The desires and dilemmas The Nether explores are as dark as they come, so the question for the potential audience member is: are you afraid of the dark? Or do you find it contemplative?
If you are the type who would never admit to watching porn, let alone discuss its ethical implications in polite society, Jennifer Haley’s award-winning play may shock you out of your seat. Otherwise, you may see in it simply a well-constructed take on common science-fiction themes – identity in virtual reality, sexuality in imagined worlds – with plenty to thoughtfully debate when you go out for drinks afterwards.
Woolly Mammoth’s production, directed by Shana Cooper, takes an intelligent approach by largely getting out of the way of Haley’s thorny script. There’s a studied kind of distance in the performances of the committed cast that lets the ideas breathe – a welcome choice given how bathetic and assaultive the story could have become in less careful hands.
Edward Gero and Gabriela Fernandez-Coffey lead the way as the suspect and detective, respectively, Gero’s Sims (a.k.a. “Papa”) putting up walls with his intellect that Fernandez-Coffey’s Morris slowly breaks through, revealing ever further the truths about the virtual world Sims has created: the Hideaway, a Victorian resort in the virtual world of the Nether (the descendant of our Internet) with a special clientele: pedophiles.
The most outwardly stunning aspect of Cooper’s staging is in the design. Whereas the actors let us in with careful intent, the set design (Sibyl Wickersheimer,) lights (Colin K. Bills,) and projections (Jared Mezzocchi) combine to physicalize our journey into their world. A giant box of an interrogation room overhangs into the audience as we enter, then later lifts away to bring us, beautifully, into the lush-yet-ephemeral world of the Hideaway. Then the interrogation room comes back, and then more layers are peeled off, in a back-and-forth that both guides us through the plot and helps us slowly wrap our heads around what’s going on beneath the surface.
And beneath that surface live Doyle (Paul Vincent O’Connor), another suspect Morris is interviewing, to try to get to Sims. Then there’s Woodnut (Tim Getman), a “guest” of Sims/Papa, who visits and gets to know Iris (Maya Brettell), a perpetual 9-year old within the virtual Hideaway – a computer-designed human costume worn by an anonymous real-world controller, for Papa’s clients to unleash their unspeakable eros upon.
Brettell’s is the most impressive and emblematic of these performances; she walks the finest of lines between playing the child and playing the adult behind the child-avatar, between emotional distance and emotional honesty, between hitting us over the head and shying away from the situation. She comes across as just-enough-but-not-too-much of an adult, as an actor, that we are not disturbed by watching the play examine these themes onstage in front of us, nor are we let off the hook for what the story is supposed to be portraying.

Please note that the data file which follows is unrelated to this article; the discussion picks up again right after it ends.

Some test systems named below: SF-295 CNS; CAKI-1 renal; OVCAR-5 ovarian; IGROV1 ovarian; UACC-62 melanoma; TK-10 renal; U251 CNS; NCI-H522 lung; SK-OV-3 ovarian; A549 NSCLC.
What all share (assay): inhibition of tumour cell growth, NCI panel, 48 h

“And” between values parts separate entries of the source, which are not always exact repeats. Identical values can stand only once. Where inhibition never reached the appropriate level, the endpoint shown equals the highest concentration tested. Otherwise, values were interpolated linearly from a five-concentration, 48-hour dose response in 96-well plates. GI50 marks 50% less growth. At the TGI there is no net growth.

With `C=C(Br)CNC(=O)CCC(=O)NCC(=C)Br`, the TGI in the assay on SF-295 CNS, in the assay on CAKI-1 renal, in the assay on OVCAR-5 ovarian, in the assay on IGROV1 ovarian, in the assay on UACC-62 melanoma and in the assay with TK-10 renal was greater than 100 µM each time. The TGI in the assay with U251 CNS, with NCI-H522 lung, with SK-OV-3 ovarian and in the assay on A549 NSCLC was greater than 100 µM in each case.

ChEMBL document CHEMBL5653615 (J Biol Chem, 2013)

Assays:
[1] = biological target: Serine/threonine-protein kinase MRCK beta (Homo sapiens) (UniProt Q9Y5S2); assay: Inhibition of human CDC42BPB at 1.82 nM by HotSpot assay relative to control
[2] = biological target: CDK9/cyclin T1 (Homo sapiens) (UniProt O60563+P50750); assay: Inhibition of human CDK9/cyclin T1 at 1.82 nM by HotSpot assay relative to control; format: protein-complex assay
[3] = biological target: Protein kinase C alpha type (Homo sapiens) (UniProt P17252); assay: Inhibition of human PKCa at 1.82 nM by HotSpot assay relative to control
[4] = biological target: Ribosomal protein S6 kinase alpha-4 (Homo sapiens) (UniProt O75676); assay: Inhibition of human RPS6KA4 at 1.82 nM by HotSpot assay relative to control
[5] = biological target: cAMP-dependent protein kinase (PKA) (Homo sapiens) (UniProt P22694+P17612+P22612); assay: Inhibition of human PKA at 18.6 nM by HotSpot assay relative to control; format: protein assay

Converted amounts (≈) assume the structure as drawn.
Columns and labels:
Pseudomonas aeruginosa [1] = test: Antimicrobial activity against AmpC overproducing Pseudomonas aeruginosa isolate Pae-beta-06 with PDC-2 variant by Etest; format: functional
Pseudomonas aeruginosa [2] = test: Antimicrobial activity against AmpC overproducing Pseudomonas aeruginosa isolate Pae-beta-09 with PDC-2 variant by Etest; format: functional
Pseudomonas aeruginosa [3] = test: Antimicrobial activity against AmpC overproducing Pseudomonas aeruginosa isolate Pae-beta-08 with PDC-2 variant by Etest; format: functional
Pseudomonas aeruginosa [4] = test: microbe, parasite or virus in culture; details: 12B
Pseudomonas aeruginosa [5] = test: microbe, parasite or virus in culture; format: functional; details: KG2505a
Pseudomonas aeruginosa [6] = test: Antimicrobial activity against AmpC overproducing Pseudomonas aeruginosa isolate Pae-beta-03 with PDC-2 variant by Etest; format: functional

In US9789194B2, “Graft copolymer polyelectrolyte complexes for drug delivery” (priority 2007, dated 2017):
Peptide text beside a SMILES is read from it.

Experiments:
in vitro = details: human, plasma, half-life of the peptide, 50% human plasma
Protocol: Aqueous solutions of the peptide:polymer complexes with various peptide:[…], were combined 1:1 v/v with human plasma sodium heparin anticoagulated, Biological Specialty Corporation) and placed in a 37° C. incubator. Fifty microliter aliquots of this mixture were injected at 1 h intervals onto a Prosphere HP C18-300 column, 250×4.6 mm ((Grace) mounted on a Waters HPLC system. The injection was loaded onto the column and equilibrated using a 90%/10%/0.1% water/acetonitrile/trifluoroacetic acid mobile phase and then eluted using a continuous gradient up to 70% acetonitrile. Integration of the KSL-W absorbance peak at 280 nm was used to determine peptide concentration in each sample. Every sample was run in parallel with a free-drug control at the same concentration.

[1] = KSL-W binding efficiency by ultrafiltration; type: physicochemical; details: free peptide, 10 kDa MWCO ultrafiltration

April 4 – May 1, 2016
Woolly Mammoth Theatre Company
641 D Street NW
Washington, DC 20004
1 hour, 20 minutes, no intermission
Tickets: $20 – $78
Check for discounts!
Portraying science-fiction – particularly that dealing with virtual worlds – onstage is a considerable challenge. Films and novels (even video games) have significant advantages in that regard. The Nether, particularly in Cooper’s able hands, makes the case that, while we might not get to really experience or feel the world in a staged version as we might through other media, the ironies and complexities of identity are best served by having those actors right in front of us. Woolly’s production reinforces this notion from the moment we enter the building, by giving us virtual-reality games to play right there in person, with the rest of the audience around us, playing too.
The communal and meta-theatrical effect of sitting there, in the dark, facingWoolly’s stage, with actors we know are acting mere feet from us, is to lay bare for us the humanity of Haley’s themes, and of ourselves, and the people gasping or nervously laughing or making self-conscious under-their-breath comments a few feet from us. While the play might overwhelm some, and prove unchallenging to others who are more literate in sci-fi or futurism, it will not fail to offer a genuine connection for all.
The Nether by Jennifer Haley . Directed by Shana Cooper . Featuring Edward Gero, Paul Vincent O’Connor, Gabriela Fernandez-Coffey, Tim Getman, Maya Brettell . Set Design: Sibyl Wickersheimer . Costume Design: Kelsey Hunt . Lighting Design: Colin K. Bills . Sound Design and Original Music: Eric Shimelonis . Projections Design: Jared Mezzocchi . Production Dramaturg: Kirsten Bowen . Stage Manager: John Keith Hall . Produced by Woolly Mammoth Theatre Company . Reviewed by Brett Steven Abelman.